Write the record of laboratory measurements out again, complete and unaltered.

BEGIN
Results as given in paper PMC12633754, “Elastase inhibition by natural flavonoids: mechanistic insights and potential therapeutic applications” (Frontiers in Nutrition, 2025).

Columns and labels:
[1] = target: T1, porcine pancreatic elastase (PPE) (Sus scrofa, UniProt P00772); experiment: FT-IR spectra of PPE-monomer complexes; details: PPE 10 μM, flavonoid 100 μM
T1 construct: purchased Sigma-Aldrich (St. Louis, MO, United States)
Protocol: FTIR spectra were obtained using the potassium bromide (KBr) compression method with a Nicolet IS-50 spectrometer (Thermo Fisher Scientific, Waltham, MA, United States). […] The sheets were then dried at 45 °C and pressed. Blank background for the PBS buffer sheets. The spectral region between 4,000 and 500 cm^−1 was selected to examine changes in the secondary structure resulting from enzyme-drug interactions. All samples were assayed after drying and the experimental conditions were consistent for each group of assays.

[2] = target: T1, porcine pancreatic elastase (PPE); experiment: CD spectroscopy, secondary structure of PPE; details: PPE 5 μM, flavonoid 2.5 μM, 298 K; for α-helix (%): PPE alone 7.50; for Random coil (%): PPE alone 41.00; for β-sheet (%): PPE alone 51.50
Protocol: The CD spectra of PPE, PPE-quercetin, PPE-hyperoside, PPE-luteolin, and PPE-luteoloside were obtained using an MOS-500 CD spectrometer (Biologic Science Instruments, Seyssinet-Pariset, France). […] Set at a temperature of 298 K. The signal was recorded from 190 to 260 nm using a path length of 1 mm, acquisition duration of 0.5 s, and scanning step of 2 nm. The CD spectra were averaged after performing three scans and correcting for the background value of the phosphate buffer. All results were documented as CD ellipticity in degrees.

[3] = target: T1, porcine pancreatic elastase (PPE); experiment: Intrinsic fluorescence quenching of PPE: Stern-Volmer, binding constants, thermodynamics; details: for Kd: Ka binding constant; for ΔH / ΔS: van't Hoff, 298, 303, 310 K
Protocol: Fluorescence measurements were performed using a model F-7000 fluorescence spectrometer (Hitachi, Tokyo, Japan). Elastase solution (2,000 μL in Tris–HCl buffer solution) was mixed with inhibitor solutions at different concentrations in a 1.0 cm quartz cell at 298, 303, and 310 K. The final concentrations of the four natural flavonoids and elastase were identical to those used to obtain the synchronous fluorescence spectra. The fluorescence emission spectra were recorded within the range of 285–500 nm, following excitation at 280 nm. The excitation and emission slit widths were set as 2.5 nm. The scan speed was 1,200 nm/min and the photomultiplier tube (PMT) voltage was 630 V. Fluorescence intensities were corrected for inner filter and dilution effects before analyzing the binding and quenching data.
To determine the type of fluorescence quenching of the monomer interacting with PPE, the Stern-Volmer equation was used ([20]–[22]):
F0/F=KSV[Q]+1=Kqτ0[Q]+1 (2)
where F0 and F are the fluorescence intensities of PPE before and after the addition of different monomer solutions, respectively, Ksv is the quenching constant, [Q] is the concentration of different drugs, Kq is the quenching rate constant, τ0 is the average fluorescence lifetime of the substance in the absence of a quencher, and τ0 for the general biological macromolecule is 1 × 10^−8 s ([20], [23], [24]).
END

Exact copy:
Results as given in paper PMC12633754, “Elastase inhibition by natural flavonoids: mechanistic insights and potential therapeutic applications” (Frontiers in Nutrition, 2025).

Columns and labels:
[1] = target: T1, porcine pancreatic elastase (PPE) (Sus scrofa, UniProt P00772); experiment: FT-IR spectra of PPE-monomer complexes; details: PPE 10 μM, flavonoid 100 μM
T1 construct: purchased Sigma-Aldrich (St. Louis, MO, United States)
Protocol: FTIR spectra were obtained using the potassium bromide (KBr) compression method with a Nicolet IS-50 spectrometer (Thermo Fisher Scientific, Waltham, MA, United States). […] The sheets were then dried at 45 °C and pressed. Blank background for the PBS buffer sheets. The spectral region between 4,000 and 500 cm^−1 was selected to examine changes in the secondary structure resulting from enzyme-drug interactions. All samples were assayed after drying and the experimental conditions were consistent for each group of assays.

[2] = target: T1, porcine pancreatic elastase (PPE); experiment: CD spectroscopy, secondary structure of PPE; details: PPE 5 μM, flavonoid 2.5 μM, 298 K; for α-helix (%): PPE alone 7.50; for Random coil (%): PPE alone 41.00; for β-sheet (%): PPE alone 51.50
Protocol: The CD spectra of PPE, PPE-quercetin, PPE-hyperoside, PPE-luteolin, and PPE-luteoloside were obtained using an MOS-500 CD spectrometer (Biologic Science Instruments, Seyssinet-Pariset, France). […] Set at a temperature of 298 K. The signal was recorded from 190 to 260 nm using a path length of 1 mm, acquisition duration of 0.5 s, and scanning step of 2 nm. The CD spectra were averaged after performing three scans and correcting for the background value of the phosphate buffer. All results were documented as CD ellipticity in degrees.

[3] = target: T1, porcine pancreatic elastase (PPE); experiment: Intrinsic fluorescence quenching of PPE: Stern-Volmer, binding constants, thermodynamics; details: for Kd: Ka binding constant; for ΔH / ΔS: van't Hoff, 298, 303, 310 K
Protocol: Fluorescence measurements were performed using a model F-7000 fluorescence spectrometer (Hitachi, Tokyo, Japan). Elastase solution (2,000 μL in Tris–HCl buffer solution) was mixed with inhibitor solutions at different concentrations in a 1.0 cm quartz cell at 298, 303, and 310 K. The final concentrations of the four natural flavonoids and elastase were identical to those used to obtain the synchronous fluorescence spectra. The fluorescence emission spectra were recorded within the range of 285–500 nm, following excitation at 280 nm. The excitation and emission slit widths were set as 2.5 nm. The scan speed was 1,200 nm/min and the photomultiplier tube (PMT) voltage was 630 V. Fluorescence intensities were corrected for inner filter and dilution effects before analyzing the binding and quenching data.
To determine the type of fluorescence quenching of the monomer interacting with PPE, the Stern-Volmer equation was used ([20]–[22]):
F0/F=KSV[Q]+1=Kqτ0[Q]+1 (2)
where F0 and F are the fluorescence intensities of PPE before and after the addition of different monomer solutions, respectively, Ksv is the quenching constant, [Q] is the concentration of different drugs, Kq is the quenching rate constant, τ0 is the average fluorescence lifetime of the substance in the absence of a quencher, and τ0 for the general biological macromolecule is 1 × 10^−8 s ([20], [23], [24]).